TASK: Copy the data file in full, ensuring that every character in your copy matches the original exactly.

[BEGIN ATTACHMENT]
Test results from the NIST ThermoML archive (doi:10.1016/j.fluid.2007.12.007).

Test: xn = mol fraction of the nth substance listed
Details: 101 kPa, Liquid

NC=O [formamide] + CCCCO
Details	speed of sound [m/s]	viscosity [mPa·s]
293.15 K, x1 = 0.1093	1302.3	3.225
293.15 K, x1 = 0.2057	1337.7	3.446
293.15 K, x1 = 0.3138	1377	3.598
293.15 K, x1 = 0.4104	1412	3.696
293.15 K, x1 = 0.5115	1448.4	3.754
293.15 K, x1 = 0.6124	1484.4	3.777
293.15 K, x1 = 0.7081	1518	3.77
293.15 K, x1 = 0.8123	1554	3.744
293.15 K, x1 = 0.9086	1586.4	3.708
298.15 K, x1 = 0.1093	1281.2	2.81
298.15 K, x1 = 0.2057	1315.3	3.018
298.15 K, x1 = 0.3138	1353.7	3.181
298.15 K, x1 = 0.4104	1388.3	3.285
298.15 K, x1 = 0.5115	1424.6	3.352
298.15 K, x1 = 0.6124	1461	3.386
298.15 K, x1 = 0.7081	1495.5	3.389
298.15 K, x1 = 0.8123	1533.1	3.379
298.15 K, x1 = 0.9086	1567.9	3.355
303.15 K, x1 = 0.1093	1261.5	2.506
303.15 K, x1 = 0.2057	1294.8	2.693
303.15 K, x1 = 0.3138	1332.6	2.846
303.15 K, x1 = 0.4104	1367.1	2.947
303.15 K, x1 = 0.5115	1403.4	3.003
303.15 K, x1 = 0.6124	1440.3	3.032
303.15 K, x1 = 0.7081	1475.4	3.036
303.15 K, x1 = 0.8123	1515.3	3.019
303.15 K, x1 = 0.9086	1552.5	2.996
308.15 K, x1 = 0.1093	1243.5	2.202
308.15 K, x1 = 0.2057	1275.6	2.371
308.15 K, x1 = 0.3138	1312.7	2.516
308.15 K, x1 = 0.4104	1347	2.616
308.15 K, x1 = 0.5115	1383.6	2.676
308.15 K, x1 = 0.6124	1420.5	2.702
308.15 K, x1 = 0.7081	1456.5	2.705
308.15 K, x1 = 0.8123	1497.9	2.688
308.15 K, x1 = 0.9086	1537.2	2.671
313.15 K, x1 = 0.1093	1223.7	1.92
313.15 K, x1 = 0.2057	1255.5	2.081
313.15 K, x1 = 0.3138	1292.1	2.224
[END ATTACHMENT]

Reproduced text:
Test results from the NIST ThermoML archive (doi:10.1016/j.fluid.2007.12.007).

Test: xn = mol fraction of the nth substance listed
Details: 101 kPa, Liquid

NC=O [formamide] + CCCCO
Details	speed of sound [m/s]	viscosity [mPa·s]
293.15 K, x1 = 0.1093	1302.3	3.225
293.15 K, x1 = 0.2057	1337.7	3.446
293.15 K, x1 = 0.3138	1377	3.598
293.15 K, x1 = 0.4104	1412	3.696
293.15 K, x1 = 0.5115	1448.4	3.754
293.15 K, x1 = 0.6124	1484.4	3.777
293.15 K, x1 = 0.7081	1518	3.77
293.15 K, x1 = 0.8123	1554	3.744
293.15 K, x1 = 0.9086	1586.4	3.708
298.15 K, x1 = 0.1093	1281.2	2.81
298.15 K, x1 = 0.2057	1315.3	3.018
298.15 K, x1 = 0.3138	1353.7	3.181
298.15 K, x1 = 0.4104	1388.3	3.285
298.15 K, x1 = 0.5115	1424.6	3.352
298.15 K, x1 = 0.6124	1461	3.386
298.15 K, x1 = 0.7081	1495.5	3.389
298.15 K, x1 = 0.8123	1533.1	3.379
298.15 K, x1 = 0.9086	1567.9	3.355
303.15 K, x1 = 0.1093	1261.5	2.506
303.15 K, x1 = 0.2057	1294.8	2.693
303.15 K, x1 = 0.3138	1332.6	2.846
303.15 K, x1 = 0.4104	1367.1	2.947
303.15 K, x1 = 0.5115	1403.4	3.003
303.15 K, x1 = 0.6124	1440.3	3.032
303.15 K, x1 = 0.7081	1475.4	3.036
303.15 K, x1 = 0.8123	1515.3	3.019
303.15 K, x1 = 0.9086	1552.5	2.996
308.15 K, x1 = 0.1093	1243.5	2.202
308.15 K, x1 = 0.2057	1275.6	2.371
308.15 K, x1 = 0.3138	1312.7	2.516
308.15 K, x1 = 0.4104	1347	2.616
308.15 K, x1 = 0.5115	1383.6	2.676
308.15 K, x1 = 0.6124	1420.5	2.702
308.15 K, x1 = 0.7081	1456.5	2.705
308.15 K, x1 = 0.8123	1497.9	2.688
308.15 K, x1 = 0.9086	1537.2	2.671
313.15 K, x1 = 0.1093	1223.7	1.92
313.15 K, x1 = 0.2057	1255.5	2.081
313.15 K, x1 = 0.3138	1292.1	2.224